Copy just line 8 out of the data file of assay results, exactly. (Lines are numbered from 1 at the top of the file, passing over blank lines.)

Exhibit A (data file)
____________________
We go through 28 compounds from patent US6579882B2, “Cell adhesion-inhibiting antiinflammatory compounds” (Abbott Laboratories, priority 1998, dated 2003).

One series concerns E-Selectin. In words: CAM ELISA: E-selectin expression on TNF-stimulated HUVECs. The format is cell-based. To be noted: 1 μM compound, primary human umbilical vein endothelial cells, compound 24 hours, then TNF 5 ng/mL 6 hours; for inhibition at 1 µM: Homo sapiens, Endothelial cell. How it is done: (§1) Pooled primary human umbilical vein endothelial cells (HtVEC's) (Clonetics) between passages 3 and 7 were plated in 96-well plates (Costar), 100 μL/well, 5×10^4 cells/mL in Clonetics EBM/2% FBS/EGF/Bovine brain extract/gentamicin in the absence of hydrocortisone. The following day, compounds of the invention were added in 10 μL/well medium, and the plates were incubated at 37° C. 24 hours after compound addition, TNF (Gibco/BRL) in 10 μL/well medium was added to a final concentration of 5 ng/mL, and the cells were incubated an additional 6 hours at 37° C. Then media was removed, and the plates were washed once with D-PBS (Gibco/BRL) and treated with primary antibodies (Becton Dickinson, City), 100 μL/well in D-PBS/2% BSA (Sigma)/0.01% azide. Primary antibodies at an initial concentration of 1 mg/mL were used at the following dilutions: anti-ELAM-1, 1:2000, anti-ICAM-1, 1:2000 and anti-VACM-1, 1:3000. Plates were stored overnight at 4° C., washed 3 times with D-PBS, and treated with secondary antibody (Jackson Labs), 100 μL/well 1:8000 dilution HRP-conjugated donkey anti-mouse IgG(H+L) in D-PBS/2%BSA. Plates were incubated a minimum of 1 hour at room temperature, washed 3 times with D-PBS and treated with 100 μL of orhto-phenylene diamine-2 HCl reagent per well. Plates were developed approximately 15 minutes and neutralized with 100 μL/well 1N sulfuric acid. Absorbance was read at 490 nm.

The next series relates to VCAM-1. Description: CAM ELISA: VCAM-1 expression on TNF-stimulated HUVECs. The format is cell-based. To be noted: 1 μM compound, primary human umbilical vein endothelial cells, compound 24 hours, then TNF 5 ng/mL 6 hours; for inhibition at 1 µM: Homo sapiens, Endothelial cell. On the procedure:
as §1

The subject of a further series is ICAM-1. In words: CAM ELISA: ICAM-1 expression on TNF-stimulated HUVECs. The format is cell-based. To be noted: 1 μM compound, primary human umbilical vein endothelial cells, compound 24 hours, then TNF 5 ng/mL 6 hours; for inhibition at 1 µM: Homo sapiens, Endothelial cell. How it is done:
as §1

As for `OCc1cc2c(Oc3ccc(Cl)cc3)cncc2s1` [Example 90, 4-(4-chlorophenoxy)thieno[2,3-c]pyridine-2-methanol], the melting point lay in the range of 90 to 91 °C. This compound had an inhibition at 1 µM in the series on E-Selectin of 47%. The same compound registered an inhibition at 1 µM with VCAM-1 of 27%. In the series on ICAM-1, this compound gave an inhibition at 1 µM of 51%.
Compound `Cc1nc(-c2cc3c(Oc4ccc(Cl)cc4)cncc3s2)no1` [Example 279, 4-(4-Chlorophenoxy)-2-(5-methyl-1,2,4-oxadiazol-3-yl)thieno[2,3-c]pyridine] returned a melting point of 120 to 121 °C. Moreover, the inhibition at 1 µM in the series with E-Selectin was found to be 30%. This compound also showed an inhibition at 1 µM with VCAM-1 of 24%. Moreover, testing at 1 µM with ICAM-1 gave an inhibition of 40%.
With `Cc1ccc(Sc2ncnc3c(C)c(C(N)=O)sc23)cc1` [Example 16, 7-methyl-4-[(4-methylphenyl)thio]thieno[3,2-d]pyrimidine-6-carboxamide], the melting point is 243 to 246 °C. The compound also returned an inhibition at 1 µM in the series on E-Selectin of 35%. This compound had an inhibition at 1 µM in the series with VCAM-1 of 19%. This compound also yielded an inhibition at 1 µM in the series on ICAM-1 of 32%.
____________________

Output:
Compound `Cc1nc(-c2cc3c(Oc4ccc(Cl)cc4)cncc3s2)no1` [Example 279, 4-(4-Chlorophenoxy)-2-(5-methyl-1,2,4-oxadiazol-3-yl)thieno[2,3-c]pyridine] returned a melting point of 120 to 121 °C. Moreover, the inhibition at 1 µM in the series with E-Selectin was found to be 30%. This compound also showed an inhibition at 1 µM with VCAM-1 of 24%. Moreover, testing at 1 µM with ICAM-1 gave an inhibition of 40%.